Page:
“That was a milestone project for myself and for the company,” he said. “My role on that was as the liaison between construction and the design and project management teams.” He added, “One of the mandates of Brooklyn Bridge Park was that it needed to be financially self-sustaining. We developed a mechanism where we turned the building over to the park and took the ground lease back on it, then they leased it back to us for development. Those ongoing lease payments, along with PILOT payments, which are payments in lieu of taxes, go to sustain the park. We worked very closely on that with state and city officials, along with lots of different legal voices. That was a landmark learning project for me.”
Levine also worked on Pier 6 at Brooklyn Bridge Park, a 423,000-square-foot development that included 339 units in two buildings, including luxury condos and both market-rate and affordable rentals. Suffolk Construction was the project’s contractor, and its chairman and CEO, John Fish, said that Levine’s leadership helped make the project flow smoothly for all involved.
“The first time I met him, you could sense immediately that he was extremely intelligent, both in IQ [intelligence quotient] and EQ [emotional quotient], and that he understood the business from the contractor’s perspective,” Fish said.
“A lot of times we work with developers who look at the project from the development perspective and don’t really understand the building side of the equation. Spencer had a tremendous sense of comprehension about what we do and how we as an entity fit into the [development] equation. That really gave me a lot of comfort.”
All of these projects helped prepare Levine for his current significant effort, the development, in conjunction with the city, of a 20-story, 240,000-square-foot training and educational center at 124 East 14th Street near Union Square, home until recently of a P.C. Richard.
“I’m going to be working with the architecture and interior design team on that, to detail and manipulate the landscapes on the roof and by the sidewalk,” Levine said. “But my overall role, I think, will be more project management.”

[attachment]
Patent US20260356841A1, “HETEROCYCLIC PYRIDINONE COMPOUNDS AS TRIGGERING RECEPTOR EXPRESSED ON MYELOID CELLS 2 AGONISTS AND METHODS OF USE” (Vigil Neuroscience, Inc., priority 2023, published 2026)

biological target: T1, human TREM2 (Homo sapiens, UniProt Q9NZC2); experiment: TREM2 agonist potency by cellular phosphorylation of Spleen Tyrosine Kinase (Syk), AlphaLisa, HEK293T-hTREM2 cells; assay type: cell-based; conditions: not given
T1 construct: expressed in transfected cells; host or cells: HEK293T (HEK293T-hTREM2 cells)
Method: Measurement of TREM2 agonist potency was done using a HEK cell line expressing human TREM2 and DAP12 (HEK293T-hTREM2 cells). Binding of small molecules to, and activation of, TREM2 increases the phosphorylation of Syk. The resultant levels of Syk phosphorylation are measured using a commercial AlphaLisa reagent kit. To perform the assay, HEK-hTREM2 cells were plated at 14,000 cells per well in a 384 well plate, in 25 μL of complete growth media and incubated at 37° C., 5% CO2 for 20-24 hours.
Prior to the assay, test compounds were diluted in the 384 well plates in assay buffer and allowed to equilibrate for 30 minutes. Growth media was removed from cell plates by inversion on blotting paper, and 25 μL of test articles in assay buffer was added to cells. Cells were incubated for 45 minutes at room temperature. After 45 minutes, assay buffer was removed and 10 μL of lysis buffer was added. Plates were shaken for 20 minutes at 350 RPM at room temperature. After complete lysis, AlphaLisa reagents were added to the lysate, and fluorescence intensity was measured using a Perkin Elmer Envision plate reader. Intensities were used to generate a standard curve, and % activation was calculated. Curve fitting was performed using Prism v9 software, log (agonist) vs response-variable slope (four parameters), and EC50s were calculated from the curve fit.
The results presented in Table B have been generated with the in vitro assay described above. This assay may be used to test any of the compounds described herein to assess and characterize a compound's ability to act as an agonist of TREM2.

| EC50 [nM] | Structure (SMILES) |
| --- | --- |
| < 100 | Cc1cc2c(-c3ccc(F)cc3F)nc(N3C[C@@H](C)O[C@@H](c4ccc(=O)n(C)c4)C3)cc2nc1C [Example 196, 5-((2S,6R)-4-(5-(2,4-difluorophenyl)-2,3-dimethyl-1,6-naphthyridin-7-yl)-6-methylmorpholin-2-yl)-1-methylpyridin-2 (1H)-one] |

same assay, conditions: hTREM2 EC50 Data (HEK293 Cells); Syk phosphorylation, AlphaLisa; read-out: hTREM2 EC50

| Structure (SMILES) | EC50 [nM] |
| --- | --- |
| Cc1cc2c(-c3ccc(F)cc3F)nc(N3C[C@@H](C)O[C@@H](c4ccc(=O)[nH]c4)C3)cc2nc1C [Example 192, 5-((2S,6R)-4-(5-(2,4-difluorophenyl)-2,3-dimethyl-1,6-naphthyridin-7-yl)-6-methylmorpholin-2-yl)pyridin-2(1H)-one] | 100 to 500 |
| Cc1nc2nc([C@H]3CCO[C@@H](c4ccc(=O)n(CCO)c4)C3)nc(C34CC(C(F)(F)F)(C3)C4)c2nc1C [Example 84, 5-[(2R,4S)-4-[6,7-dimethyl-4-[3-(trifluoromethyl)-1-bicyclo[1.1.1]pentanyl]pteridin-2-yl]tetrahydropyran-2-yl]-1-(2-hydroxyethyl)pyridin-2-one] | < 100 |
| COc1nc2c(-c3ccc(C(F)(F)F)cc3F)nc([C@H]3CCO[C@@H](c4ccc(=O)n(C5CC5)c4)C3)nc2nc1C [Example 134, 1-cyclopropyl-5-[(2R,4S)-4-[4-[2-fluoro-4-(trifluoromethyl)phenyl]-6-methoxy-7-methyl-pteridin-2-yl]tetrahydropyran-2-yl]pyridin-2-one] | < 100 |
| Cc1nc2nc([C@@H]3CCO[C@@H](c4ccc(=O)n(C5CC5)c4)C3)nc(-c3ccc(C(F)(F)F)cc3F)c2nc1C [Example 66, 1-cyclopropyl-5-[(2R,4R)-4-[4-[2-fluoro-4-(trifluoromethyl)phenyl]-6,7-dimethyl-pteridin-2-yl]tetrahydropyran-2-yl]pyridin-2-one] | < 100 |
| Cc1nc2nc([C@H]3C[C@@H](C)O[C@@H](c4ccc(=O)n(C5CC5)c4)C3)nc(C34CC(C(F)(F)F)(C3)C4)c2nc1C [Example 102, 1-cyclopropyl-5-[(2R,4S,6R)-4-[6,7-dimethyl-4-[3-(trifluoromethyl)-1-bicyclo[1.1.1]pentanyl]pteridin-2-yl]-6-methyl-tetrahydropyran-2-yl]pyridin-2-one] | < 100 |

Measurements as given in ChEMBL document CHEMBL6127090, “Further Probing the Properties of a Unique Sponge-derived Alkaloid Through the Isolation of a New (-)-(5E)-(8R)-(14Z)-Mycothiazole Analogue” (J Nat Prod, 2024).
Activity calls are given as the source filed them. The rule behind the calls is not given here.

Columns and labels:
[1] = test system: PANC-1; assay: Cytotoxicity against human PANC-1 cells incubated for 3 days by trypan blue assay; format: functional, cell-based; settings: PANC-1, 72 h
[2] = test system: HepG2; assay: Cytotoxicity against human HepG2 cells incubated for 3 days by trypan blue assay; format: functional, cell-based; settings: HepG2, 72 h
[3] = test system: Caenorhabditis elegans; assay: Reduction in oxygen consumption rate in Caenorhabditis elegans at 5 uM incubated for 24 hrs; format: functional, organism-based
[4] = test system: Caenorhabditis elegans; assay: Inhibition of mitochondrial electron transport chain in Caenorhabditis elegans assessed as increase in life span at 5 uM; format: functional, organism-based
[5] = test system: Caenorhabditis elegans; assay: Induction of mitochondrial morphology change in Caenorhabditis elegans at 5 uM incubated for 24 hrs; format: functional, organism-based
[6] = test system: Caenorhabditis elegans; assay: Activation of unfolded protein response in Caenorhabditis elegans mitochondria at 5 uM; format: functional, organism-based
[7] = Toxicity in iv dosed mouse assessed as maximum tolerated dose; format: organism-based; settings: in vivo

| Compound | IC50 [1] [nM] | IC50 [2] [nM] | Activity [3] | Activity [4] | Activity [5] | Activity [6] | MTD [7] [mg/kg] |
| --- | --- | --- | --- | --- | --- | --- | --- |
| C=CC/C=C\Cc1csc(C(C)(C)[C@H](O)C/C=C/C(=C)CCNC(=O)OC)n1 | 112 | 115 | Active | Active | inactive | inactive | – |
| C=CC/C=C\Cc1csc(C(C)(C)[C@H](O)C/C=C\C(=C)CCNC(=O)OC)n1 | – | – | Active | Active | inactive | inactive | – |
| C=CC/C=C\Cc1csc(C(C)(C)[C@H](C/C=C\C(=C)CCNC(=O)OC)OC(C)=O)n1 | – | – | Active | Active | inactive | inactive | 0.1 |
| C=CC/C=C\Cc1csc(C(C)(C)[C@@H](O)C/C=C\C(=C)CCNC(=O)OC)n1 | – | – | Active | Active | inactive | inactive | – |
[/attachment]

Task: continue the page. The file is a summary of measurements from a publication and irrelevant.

According to Levine, P.C. Richard, which sat on city-owned land, did not have its lease renewed because the city wanted a facility related to job training and creation on the site as part of Mayor Bill de Blasio’s New York Works plan, which intends to create 100,000 jobs for New Yorkers.
After submitting a proposal RAL won the rights to a 99-year ground lease on the site in December 2016. It has paired up with tech-focused coworking organization Civic Hall, which will operate a digital skills training center, a coworking space, and an event space available to community groups for reduced or waived rates. In addition, 124 East 14th Street will house temporary and permanent office space and a public food hall on the ground floor.
Construction is expected to begin in late 2018, and the building should be open to the public by late 2020.
Levine said the building will provide a much-needed resource that can be hard to find in the city’s hottest neighborhoods.
“[Programs like this] often can’t find space to operate their training facilities in, or they’re in the outer boroughs, and people that want these skills have to travel,” Levine said. “This is right smack in the middle of Manhattan.”
With a clear benefit for the community RAL’s 14th Street project is part of why Levine has such a passion for the work. But at its most basic, a passion for real estate is ingrained in Levine, making for a perfect match between a man and his career.
“What I love about the business now is not necessarily real estate development,” Levine said. “I love building projects, seeing how those projects impact communities, and seeing how our work comes together and becomes something. That’s something that was instilled in me from the beginning.”